As previously stated, the United States Supreme Court has held that the equal protection clause forbids a prosecutor from peremptorily challenging potential jurors solely on account of race or on the assumption that black jurors as a group will be unable to impartially consider the prosecutor's case against a black defendant. (Batson v. Kentucky (1986), 476 U.S. 79, 89, 90 L. Ed. 2d 69, 83, 106 S. Ct. 1712, 1719.) Batson requires that a defendant first establish a prima facie case of discrimination. (476 U.S. at 93-94, 90 L. Ed. 2d at 85-86, 106 S. Ct. at 1721.) Once the defendant establishes a prima facie case, the burden shifts to the prosecution to come forward with race-neutral explanations for striking the black veniremen. 476 U.S. 79, 90 L. Ed. 2d 69, 106 S. Ct. 1712.
We first consider whether defendants established a prima facie case of discrimination under Batson. To establish a prima facie case, a defendant must first show that the prosecutor exercised his peremptory challenges to remove members of a cognizable racial group from the venire and that defendant is a member of that group. (Batson, 476 U.S. at 96, 90 L. Ed. 2d at 87, 106 S. Ct. at 1723.) The defendant may then "rely on the fact . . . that peremptory challenges constitute a jury selection practice that permits 'those to discriminate who are of a mind to discriminate,'" in demonstrating "that these facts and any other relevant circumstances raise an inference that the prosecutor used that practice to exclude the veniremen from the petit jury on account of their race." Batson, 476 U.S. at 96, 90 L. Ed. 2d at 87-88, 106 S. Ct. at 1723, quoting Avery v. Georgia (1953), 345 U.S. 559, 562, 97 L. Ed. 1244, 1247-48, 73 S. Ct. 891, 892.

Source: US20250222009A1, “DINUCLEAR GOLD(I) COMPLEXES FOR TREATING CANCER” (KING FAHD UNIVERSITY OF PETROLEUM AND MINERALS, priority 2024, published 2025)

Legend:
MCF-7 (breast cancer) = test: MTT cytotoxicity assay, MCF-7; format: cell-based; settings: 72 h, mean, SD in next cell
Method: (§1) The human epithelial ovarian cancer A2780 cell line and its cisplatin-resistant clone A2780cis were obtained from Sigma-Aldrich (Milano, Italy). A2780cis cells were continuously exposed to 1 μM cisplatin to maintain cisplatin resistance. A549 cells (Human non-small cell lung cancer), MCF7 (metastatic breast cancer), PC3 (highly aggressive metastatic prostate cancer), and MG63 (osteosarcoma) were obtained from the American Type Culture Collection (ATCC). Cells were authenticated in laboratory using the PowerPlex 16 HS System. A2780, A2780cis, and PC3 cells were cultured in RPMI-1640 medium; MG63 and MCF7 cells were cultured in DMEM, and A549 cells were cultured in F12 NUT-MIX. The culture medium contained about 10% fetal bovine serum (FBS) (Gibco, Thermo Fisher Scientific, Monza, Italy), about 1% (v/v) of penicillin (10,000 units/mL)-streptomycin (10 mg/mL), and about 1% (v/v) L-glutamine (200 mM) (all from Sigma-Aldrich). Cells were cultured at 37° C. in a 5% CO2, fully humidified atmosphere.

The Batson decision, as well as a prior case which Batson cited with approval, illustrate some of the circumstances which may raise an inference of purposeful discrimination. For example, "a pattern of strikes against black" veniremen may give rise to a prima facie case of discrimination. (Batson, 476 U.S. at 97, 90 L. Ed. 2d at 88, 106 S. Ct. at 1723.) A prima facie case may also arise where the prosecutor exercises his peremptory challenges against a group of veniremen being otherwise "as heterogeneous as the community as a whole," sharing race as their only common characteristic. People v. Wheeler (1978), 22 Cal. 3d 258, 280, 583 P.2d 748, 764, 148 Cal. Rptr. 890, 905.